Colorado State Board member Stephen Varela and Commissioner of Education Susana Cordova visited Riverview Elementary School this past Thursday to check out Durango School District 9-R’s Seeds of Inspiration Learning Lab.
Having recently being appointed to her position as commissioner of education, Cordova wanted a chance to visit the schools in all parts of the state. Cordova was in Durango earlier this fall, visiting both Animas High School and Mountain Middle School.
Students from Animas gave her and members of the state board a tour around the new school building on Sept. 28. Student ambassadors had the opportunity to share details about what made Animas unique and special with its project-based learning environment.
Similarly, students from Riverview Elementary showed the state education department employees around campus last week.
In addition, the district also took this time to showcase what it’s accomplished with the SOIL outdoor learning lab.
The first phase of SOIL was recently completed, and a grand opening ceremony was held on Sept. 30.
Phase one involved implementing a 700-foot water line from the elementary school to the garden at the west end of the parking lot. It also provided electricity for the garden’s future phases in addition to laying the actual garden beds.
About 24 education garden beds, 50 community garden beds and four wheelchair accessible garden beds are already in place, with more wood materials for additional beds scattered about the plot.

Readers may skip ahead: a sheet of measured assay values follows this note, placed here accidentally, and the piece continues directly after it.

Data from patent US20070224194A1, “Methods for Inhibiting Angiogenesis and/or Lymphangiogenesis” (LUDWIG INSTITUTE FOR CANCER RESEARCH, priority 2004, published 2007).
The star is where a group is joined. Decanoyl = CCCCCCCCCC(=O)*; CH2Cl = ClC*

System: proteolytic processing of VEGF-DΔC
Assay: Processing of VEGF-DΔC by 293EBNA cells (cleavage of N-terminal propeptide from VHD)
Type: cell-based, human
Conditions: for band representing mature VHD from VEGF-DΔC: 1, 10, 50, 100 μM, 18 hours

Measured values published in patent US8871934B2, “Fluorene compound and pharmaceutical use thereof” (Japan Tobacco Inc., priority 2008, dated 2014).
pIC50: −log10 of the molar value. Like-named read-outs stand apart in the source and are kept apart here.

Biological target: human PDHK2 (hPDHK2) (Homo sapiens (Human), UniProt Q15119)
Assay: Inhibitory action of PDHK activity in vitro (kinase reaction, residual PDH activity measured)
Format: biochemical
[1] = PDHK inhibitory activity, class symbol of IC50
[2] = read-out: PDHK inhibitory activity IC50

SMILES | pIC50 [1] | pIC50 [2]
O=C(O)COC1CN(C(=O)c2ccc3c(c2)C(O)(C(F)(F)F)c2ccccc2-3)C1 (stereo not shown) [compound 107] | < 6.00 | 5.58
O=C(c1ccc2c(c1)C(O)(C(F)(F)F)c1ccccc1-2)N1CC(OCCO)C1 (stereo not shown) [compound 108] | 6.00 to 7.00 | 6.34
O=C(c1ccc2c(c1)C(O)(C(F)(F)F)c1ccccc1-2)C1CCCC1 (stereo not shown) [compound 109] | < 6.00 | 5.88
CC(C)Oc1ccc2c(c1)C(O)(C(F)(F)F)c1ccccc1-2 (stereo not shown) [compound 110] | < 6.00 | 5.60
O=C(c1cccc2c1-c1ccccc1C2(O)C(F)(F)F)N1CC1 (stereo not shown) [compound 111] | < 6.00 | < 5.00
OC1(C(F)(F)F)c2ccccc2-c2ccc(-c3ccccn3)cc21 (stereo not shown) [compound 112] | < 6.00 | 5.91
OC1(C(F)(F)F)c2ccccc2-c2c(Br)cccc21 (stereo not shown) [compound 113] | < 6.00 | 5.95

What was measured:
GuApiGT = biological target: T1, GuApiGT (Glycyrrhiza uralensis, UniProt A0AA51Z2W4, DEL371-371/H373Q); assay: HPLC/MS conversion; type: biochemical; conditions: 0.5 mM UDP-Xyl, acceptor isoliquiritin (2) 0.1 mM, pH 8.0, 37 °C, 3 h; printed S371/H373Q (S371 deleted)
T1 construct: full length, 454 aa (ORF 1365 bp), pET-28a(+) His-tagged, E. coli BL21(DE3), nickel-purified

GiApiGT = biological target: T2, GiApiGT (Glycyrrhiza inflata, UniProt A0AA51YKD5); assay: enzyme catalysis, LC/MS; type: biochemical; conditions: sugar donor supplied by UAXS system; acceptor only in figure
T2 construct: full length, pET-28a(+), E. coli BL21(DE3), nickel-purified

The district is currently moving forward with the project’s second phase, which intends plant a 1,400-square-foot grow dome just east of the garden.
Both Varela and Cordova were impressed by the school and the district’s outdoor learning lab. However, Varela did comment how many of Colorado’s rural districts are not as fortunate.
When it comes to the state’s Building Excellent Schools Today Grant, he said there can be some disparity between wealthier school districts and rural districts with less funding.
“If you’re from a small area and your superintendent is your principal and your bus driver, when do they have time to write that competitive grant? When you got DPS or St. Vrain, they have full departments dedicated to grants,” Varela said.
Cordova was impressed by the community engagement that both charter schools and 9-R schools have conducted in the area.
“A takeaway for this area, is what a deep commitment there is to creating a learning experience for kids, wherever it is, that really reflects how you get kids engaged,” Cordova said.
She credited the district for passing Bond 4A, which allocated funds to build the district’s IMPACT Career Innovation Center, contributed to the building of the new Animas High School building as well as Mountain Middle School’s 2022 building addition and other renovation projects within the district.
She shared a similar sentiment to Varela about the difficulties rural districts have acquiring funds.
“There are some parts of the state where it's just a lot harder to get the kind of financial support. And so, it's a real testament to the people here that they've made that commitment,” Cordova said.
She said career pathway development is a trend that many schools are pursuing funding for.
“I was just incredibly impressed at Durango High School to see all have the different pathways,” she said. “You walk into a room and it doesn't feel like you're in a high school.”